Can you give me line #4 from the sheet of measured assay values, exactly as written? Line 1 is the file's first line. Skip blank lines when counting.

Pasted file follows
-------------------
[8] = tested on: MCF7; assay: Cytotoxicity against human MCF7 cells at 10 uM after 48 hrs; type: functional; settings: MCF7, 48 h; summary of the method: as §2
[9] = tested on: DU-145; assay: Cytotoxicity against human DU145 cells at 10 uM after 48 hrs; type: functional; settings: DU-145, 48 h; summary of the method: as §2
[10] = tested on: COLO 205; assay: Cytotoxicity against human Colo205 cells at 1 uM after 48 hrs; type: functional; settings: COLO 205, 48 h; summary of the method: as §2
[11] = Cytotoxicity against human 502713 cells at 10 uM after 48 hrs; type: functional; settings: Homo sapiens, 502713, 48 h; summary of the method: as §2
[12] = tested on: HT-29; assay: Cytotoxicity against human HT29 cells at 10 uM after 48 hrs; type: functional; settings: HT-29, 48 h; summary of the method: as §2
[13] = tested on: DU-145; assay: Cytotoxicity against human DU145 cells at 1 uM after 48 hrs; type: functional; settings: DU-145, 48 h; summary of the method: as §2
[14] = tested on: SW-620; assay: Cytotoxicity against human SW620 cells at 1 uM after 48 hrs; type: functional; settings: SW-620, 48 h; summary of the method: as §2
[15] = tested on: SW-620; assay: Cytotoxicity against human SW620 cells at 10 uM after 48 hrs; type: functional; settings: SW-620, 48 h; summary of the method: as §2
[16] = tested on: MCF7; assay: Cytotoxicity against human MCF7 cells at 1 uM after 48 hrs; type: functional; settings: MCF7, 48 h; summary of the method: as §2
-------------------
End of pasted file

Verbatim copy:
[11] = Cytotoxicity against human 502713 cells at 10 uM after 48 hrs; type: functional; settings: Homo sapiens, 502713, 48 h; summary of the method: as §2